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Every culture that has lost myth has lost, by the same token, its natural healthy creativity. Only a horizon ringed about with myths can unify a culture. The forces of imagination and the Appollonian dream are saved only by myth from indiscriminate rambling. The images of myth must be the daemonic guardians, ubiquitous but unnoticed, presiding over the growth of the child’s mind and interpreting to the mature man his life and struggles.[1]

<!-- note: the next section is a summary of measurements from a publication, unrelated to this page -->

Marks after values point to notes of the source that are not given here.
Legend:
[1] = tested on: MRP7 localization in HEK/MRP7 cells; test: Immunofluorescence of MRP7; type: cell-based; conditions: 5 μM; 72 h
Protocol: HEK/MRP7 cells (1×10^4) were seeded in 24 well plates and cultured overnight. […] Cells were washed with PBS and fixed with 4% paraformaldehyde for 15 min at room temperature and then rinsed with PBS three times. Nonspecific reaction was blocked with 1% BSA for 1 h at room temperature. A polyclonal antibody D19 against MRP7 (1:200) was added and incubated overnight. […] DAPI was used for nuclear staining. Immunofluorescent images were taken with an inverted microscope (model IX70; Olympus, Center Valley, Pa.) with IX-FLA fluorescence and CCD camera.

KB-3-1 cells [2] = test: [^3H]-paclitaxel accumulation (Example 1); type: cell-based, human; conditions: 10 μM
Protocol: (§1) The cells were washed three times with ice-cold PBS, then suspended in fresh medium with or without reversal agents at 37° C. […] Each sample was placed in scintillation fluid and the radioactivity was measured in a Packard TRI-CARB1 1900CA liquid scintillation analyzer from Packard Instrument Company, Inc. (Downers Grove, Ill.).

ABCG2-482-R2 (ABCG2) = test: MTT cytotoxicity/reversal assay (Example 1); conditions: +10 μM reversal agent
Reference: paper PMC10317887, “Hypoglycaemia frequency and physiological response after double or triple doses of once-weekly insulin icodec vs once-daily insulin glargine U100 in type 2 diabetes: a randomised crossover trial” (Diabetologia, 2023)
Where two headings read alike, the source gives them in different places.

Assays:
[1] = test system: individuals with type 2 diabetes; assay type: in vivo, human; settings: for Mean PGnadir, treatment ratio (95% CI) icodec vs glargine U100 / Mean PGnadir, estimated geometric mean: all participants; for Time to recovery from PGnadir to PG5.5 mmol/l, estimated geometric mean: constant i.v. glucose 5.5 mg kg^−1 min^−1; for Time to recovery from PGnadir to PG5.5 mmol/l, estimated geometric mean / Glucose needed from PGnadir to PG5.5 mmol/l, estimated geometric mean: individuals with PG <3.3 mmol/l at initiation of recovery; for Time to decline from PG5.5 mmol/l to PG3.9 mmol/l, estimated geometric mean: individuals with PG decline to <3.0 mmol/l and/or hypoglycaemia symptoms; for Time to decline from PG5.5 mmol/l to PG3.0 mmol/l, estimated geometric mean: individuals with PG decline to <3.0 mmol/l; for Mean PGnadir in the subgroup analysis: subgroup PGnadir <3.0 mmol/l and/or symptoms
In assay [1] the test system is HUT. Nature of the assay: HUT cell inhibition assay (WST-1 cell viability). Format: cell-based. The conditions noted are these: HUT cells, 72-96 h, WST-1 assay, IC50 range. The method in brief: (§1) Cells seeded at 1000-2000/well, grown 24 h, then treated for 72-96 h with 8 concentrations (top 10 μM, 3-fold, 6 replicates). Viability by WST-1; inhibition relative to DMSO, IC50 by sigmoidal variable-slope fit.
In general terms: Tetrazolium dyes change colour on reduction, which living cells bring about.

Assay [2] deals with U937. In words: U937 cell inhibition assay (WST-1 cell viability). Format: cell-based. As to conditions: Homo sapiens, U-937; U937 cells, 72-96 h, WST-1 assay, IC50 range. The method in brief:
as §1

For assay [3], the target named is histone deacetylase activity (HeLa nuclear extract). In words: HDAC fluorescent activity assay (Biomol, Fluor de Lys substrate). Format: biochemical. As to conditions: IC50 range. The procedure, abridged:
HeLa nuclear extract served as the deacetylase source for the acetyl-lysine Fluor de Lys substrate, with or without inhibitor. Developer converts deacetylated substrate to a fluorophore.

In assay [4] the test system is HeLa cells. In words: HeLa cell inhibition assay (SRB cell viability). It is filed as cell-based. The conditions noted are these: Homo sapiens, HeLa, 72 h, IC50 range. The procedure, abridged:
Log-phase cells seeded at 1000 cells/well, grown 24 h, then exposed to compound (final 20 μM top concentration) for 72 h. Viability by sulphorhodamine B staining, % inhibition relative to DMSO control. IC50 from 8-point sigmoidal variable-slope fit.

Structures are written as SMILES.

[1] Friedrich Nietzsche, The Birth of Tragedy and the Genealogy of Morals, trans. Francis Golffing (1872; New York, 1956), 136.